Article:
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J Clin Endocrinol Metab. 2006 Mar;91(3):995-1000. Epub 2005 Dec 20.

Polymorphisms in the CLCN7 gene modulate bone density in postmenopausal women and in patients with autosomal dominant osteopetrosis type II.

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  • 1Max Planck Institute for Molecular Genetics and Institute for Medical Genetics, Charité University Hospital, D-13353 Berlin, Germany.



Genetic factors are important determinants of bone mineral density (BMD). The fact that mutations in the ClC-7 chloride channel cause autosomal dominant osteopetrosis (ADOII) make the CLCN7 gene an attractive candidate for the regulation of bone density.


The objective of the study was to investigate the association between polymorphisms in the CLCN7 gene and BMD in postmenopausal women and with clinical variability in ADOII.


This was a genetic association study using five single-nucleotide polymorphisms and a variable number tandem repeat (VNTR) polymorphism in the CLCN7 gene.


A total of 425 postmenopausal women aged 64 +/- 7 yr participated in the study. We also investigated an ADOII family with low penetrance comprising 18 mutation carriers.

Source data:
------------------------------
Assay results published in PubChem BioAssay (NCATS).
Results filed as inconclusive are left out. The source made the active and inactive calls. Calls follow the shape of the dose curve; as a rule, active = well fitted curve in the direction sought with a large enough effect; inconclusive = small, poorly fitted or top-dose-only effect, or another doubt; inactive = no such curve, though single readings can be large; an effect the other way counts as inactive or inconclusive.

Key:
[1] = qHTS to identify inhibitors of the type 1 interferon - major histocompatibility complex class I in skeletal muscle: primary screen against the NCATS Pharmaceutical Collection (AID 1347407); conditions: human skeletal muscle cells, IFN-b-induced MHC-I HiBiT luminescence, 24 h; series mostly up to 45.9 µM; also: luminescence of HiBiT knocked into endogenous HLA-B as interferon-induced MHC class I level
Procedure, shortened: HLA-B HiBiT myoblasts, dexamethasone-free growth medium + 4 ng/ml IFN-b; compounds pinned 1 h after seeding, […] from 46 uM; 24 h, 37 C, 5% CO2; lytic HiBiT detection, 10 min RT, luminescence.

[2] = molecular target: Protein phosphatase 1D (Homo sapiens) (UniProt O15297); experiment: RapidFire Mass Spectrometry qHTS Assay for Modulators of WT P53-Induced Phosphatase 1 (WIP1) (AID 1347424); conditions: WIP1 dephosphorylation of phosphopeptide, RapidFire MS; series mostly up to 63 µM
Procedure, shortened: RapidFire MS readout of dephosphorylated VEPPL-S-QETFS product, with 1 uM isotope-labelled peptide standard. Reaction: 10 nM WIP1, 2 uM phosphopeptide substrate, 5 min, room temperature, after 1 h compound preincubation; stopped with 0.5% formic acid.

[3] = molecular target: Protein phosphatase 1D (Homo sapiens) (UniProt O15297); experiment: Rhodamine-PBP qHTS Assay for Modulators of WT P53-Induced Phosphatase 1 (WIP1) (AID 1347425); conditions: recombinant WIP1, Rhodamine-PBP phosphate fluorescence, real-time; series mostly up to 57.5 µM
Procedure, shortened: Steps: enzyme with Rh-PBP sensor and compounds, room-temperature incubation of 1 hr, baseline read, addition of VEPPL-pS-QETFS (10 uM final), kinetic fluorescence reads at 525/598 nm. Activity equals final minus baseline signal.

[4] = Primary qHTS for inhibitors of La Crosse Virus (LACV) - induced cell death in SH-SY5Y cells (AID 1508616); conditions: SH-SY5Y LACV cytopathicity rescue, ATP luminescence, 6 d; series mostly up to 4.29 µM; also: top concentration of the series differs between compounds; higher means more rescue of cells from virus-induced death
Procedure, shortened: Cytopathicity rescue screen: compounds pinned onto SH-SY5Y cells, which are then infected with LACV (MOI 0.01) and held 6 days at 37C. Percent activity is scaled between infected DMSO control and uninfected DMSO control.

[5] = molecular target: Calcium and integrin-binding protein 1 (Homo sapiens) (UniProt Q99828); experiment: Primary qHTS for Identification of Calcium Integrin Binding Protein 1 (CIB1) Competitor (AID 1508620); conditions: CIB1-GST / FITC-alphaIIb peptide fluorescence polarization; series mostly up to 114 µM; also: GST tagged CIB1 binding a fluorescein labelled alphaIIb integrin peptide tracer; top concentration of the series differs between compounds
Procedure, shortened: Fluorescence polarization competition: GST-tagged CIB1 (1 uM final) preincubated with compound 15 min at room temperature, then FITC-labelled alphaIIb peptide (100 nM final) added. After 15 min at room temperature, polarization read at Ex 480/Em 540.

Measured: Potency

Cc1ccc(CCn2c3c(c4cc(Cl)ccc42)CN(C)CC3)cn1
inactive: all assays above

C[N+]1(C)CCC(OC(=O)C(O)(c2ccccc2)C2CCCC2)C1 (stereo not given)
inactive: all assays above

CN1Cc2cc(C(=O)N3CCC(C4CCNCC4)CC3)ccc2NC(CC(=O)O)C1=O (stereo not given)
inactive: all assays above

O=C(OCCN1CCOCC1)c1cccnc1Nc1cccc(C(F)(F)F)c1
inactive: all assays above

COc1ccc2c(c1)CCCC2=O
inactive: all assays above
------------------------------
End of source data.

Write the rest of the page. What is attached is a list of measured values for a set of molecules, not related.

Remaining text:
In our postmenopausal cohort, individual single-nucleotide polymorphism genotypes and haplotypes were analyzed for association with BMD at the lumbar spine and the femoral neck and with the bone resorption marker deoxypyridinoline (D-Pyr/Crea). The same polymorphisms on the nonmutated CLCN7 allele were investigated for association with the variability of the ADOII phenotype.


Analysis by multiple linear regression revealed a significant association between the ss genotype of the VNTR and higher Z-score values (P = 0.029). The haplotype 4, which comprises the long allele of the VNTR, was found to be significantly associated with lower femoral neck Z-score values (P = 0.011). Furthermore, we found an association of the ss genotype of the VNTR with lower levels of the bone resorption marker D-Pyr/Crea (P = 0.015), whereas haplotype 4 was associated with higher D-Pyr/Crea levels (P = 0.039). In the ADOII family, we could demonstrate that haplotype 3, which contains the s-allele of the VNTR, is associated with a slightly higher probability that mutation carriers develop osteopetrosis (P = 0.029). In both cases the association seems largely to be driven by the VNTR genotype but is further strengthened if surrounding polymorphisms are added to the analysis.


We observed a significant association of CLCN7 polymorphisms with the variance of BMD and bone resorption marker levels in postmenopausal women and with the variability of the ADOII phenotype.

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